Yet another astonishing statistic shows that United have the lowest number of chances created among the top ten this season.
This shows exactly why many people fall asleep watching United under Van Gaal, and why his team carries the tag ‘boring’.
At the moment it is very hard to envisage Van Gaal on the bench for United beyond this season, and we may well be talking about a new manager in a matter of weeks with Jose Mourinho’s rumours permeating the media these days.
Another issue that stands in startling contrast to the Man United way of the past is how they recruit players nowadays. When Sir Alex bid farewell to United in 2013, many squad members had also reached the end of their Manchester United adventures.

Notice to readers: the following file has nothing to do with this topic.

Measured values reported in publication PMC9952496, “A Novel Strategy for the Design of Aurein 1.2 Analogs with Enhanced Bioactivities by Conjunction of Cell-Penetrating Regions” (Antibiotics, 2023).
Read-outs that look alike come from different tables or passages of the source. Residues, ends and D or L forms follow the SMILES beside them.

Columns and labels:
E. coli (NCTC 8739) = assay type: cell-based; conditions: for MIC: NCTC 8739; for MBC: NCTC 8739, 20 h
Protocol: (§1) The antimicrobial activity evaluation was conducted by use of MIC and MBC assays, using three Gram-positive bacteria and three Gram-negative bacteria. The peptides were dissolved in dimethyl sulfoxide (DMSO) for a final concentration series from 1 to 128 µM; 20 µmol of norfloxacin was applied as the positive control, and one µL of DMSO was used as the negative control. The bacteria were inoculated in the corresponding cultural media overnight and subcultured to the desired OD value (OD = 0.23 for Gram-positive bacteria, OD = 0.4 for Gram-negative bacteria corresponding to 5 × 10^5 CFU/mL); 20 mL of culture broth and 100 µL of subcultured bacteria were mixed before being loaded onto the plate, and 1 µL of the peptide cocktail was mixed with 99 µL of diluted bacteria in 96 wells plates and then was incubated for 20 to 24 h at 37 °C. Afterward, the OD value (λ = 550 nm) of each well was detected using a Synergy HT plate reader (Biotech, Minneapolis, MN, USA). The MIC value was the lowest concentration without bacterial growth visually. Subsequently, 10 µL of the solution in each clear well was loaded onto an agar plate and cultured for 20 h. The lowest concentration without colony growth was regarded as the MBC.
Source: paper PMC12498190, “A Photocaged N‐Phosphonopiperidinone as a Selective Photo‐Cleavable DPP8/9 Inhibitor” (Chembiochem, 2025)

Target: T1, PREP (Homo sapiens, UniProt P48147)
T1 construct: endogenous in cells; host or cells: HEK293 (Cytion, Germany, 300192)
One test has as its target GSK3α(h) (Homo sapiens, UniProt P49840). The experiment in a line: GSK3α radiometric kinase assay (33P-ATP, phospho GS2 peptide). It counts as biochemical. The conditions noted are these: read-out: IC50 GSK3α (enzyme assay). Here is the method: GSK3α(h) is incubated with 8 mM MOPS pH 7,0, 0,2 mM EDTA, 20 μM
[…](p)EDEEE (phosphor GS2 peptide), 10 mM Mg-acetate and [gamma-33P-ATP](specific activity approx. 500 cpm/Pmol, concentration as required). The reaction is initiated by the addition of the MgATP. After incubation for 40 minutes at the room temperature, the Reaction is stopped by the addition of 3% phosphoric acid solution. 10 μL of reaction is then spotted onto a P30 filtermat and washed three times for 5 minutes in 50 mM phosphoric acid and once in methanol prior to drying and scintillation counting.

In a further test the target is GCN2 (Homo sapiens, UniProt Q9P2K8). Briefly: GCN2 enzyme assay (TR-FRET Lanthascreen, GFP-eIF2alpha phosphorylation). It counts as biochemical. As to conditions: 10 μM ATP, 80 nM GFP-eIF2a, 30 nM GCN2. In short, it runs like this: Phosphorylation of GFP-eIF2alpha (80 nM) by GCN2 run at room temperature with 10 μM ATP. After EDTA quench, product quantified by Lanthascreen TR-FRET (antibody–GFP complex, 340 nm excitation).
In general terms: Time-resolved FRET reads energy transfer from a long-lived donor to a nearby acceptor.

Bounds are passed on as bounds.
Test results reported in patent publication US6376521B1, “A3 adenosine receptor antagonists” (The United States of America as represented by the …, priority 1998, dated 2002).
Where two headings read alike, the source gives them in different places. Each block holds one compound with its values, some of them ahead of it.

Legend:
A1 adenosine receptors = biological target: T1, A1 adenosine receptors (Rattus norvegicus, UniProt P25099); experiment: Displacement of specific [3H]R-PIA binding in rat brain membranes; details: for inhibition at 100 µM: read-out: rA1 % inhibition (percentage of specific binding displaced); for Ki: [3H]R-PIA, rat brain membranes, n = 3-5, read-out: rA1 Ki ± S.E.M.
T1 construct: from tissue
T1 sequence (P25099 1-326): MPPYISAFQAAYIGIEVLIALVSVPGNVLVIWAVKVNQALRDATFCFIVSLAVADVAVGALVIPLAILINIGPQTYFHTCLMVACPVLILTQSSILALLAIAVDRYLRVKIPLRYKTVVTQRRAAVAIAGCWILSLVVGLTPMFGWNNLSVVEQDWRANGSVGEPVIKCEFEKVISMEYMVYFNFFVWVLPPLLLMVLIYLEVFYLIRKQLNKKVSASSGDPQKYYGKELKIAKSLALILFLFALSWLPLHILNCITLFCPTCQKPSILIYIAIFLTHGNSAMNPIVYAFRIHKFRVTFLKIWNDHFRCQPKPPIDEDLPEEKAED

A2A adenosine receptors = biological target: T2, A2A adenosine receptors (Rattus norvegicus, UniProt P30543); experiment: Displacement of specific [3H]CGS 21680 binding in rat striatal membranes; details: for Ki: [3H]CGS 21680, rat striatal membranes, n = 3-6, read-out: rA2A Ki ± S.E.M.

The unrepeatable Paul Scholes was about to announce his retirement for a second time; Ryan Giggs would only play for one more season; Rio Ferdinand and Nemanja Vidic, who had formed one of the best centre back pairings of all time, were to have their last campaign together at the club; Patrice Evra and Darren Fletcher too would be on their ways out in a year’s time.
Thus, many winners were on the verge of leaving unfillable voids at Manchester United, and there would be no Ferguson at the club as of the next season to rebuild and rejuvenate the squad like he had done for years.
So Manchester United faced the tall task of replacing some truly great players with equally good ones, and it’s quite clear that to this day they have not been able to perform this onerous task.